Eventually, a person's daemon will stop changing and "settle" on their one true form. Once this happens, it's a signal that the person has reached maturity, as seen in the coming-of-age rite that Tony Costa undertakes in the series premiere. After that point, a daemon will remain as that animal forever — until they and their human die.
6. There Are Different Classes Of Daemons
The shape that a daemon ultimately settles on can tell you a lot about a person. People in subservient roles — butlers, maids, clerks — tend to have daemons in the form of obedient animals like dogs. Sailors' daemons tend to be creatures of the sea; witches (which exist in this world) always have daemons in the form of birds. People with more eccentric or "powerful" personalities might have daemons that take more unusual forms: see Asriel's snow leopard and Mrs. Coulter's golden monkey.
7. It's "Taboo" To Touch Someone Else's Daemon
While a person can talk to somebody else's daemon and even have a friendly relationship with them, the one thing you can never ever do under any circumstances is touch a daemon that does not belong to you. The bond between a human and daemon is so intensely personal that putting your hands on someone else's companion is seen as the worst affront you could possibly make in this world. It's akin to ripping someone's soul out and groping it with dirty fingers; it's unnatural, unthinkable, and absolutely forbidden.
8. Daemons Can Touch Each Other
While a human can't touch another person's daemon, occasionally daemons are known to touch each other. Such an occurrence is still not exactly common, and always signals the crossing of some unseen boundary: it can signal intimate friendship or trust or (if done against a person's will) a painful violation. Under some circumstances, the touching of two daemons can even be… deeply erotic for their humans.
9. Daemons Must Stay Close To Their Humans
The other physical rule of daemons is that they must always be in close proximity to their human. This proximity is not cleanly defined and can vary slightly from person to person, but it tends to be no more than a few yards; after that point, a strain can be felt between human and daemon, which takes a painful physical toll on both beings — and can even weaken them if the limits are tested for prolonged periods of time.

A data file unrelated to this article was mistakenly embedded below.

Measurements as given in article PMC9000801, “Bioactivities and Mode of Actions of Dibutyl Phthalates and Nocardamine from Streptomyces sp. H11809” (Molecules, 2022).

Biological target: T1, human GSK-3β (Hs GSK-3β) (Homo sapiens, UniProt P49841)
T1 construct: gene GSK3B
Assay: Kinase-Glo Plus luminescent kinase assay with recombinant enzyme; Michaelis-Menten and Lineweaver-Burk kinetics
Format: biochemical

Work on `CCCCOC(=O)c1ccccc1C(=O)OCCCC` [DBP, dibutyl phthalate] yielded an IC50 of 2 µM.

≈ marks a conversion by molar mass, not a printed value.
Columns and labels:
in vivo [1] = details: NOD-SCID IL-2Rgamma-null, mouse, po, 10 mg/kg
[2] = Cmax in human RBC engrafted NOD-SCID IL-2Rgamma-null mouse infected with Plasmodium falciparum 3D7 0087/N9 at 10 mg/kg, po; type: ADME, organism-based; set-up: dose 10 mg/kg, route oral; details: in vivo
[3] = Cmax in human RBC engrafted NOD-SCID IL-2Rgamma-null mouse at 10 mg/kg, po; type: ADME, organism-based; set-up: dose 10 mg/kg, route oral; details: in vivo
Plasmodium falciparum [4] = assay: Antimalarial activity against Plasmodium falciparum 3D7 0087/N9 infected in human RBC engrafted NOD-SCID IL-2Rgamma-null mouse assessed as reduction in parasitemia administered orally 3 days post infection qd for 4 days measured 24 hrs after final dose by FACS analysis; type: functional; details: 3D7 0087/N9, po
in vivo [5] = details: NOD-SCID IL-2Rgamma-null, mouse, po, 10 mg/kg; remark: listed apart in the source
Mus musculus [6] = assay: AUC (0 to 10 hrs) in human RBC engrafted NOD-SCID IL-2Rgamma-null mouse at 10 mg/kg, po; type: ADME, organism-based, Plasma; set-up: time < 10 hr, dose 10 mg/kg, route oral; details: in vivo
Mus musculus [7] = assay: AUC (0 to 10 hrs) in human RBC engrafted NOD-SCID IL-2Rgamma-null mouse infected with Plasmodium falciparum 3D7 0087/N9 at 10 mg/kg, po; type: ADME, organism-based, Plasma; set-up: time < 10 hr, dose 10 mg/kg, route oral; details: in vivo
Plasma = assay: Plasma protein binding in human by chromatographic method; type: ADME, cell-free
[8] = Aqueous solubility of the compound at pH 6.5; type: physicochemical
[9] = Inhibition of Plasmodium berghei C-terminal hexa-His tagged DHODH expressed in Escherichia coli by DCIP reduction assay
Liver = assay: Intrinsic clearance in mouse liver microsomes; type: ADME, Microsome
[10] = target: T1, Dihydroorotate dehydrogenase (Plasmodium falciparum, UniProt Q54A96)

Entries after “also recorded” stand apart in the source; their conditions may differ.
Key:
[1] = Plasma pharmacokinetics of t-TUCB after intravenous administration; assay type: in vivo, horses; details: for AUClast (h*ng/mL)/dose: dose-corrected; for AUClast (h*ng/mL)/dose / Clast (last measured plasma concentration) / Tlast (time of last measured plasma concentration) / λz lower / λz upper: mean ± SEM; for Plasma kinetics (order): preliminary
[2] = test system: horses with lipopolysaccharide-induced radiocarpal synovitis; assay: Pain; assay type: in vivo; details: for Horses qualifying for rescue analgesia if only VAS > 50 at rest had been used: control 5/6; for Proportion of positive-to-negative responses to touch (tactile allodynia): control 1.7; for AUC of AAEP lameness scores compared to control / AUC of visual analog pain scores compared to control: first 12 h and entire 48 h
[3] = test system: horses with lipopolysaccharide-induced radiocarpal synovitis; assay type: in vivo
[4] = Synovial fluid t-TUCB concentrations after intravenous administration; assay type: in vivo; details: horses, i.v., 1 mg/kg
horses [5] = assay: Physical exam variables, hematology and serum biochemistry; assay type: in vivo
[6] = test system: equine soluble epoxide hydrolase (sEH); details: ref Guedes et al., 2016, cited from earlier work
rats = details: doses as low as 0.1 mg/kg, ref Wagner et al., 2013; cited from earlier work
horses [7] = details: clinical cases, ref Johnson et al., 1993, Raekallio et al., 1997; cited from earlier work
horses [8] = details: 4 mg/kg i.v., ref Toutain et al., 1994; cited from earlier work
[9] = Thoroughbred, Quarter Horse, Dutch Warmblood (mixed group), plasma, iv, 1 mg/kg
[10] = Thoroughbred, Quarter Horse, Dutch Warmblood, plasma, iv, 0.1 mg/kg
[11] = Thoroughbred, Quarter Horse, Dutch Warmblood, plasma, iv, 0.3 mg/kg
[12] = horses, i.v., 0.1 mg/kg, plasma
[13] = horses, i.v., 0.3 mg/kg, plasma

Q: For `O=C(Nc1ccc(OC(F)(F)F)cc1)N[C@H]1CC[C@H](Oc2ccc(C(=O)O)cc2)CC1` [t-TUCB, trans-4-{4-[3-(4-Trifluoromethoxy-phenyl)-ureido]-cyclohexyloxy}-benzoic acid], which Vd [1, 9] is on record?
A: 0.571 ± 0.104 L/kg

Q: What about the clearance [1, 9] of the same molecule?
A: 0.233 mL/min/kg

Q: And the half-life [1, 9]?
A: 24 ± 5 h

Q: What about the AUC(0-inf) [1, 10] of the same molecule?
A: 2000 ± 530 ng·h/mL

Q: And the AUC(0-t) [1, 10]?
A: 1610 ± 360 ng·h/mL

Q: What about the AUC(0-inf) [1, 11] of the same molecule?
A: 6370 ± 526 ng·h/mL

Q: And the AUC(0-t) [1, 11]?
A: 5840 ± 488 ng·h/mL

If the connection is stretched too far, it can even snap, permanently severing a human from its daemon; that connection can never be reformed, even if the companions are reunited. Neither will ever be the same again, with the human rendered a soulless shell of their former self, and the daemon diminished into an insubstantial shadow.
The only exception to this are witches, who, thanks to their magic, are able to exist at great distances away from their daemons — an ability which is seen as deeply unnatural by regular humans.
10. Only Humans Have Daemons
Although humans aren't the only sentient race of beings in this parallel universe, they are the only ones who have daemons. The other species of intelligent, talking animals that populates this world — the panserbjørn, also known as "armored bears" — do not have such soulful companions… although some want their own daemon so badly they're willing to go to great lengths to obtain one.
11. Daemons Disappear When Their Humans Die
As Lyra and Roger discussed when they ventured into the crypts beneath Jordan College, daemons don't rot and turn into bones and dust like their human counterparts. Instead, daemons simply vanish, dissolving into atoms at the moment of their human's death. Conversely, if a daemon is ever killed, such an action would result in the instant death of their human as well.
His Dark Materials will undoubtedly explore the sacred bond between human and daemon even further as it continues to unspool its story and sends Lyra off on an adventure that will bring revelations both surprising and, occasionally, horrifying. At least she has Pan by her side to help her through.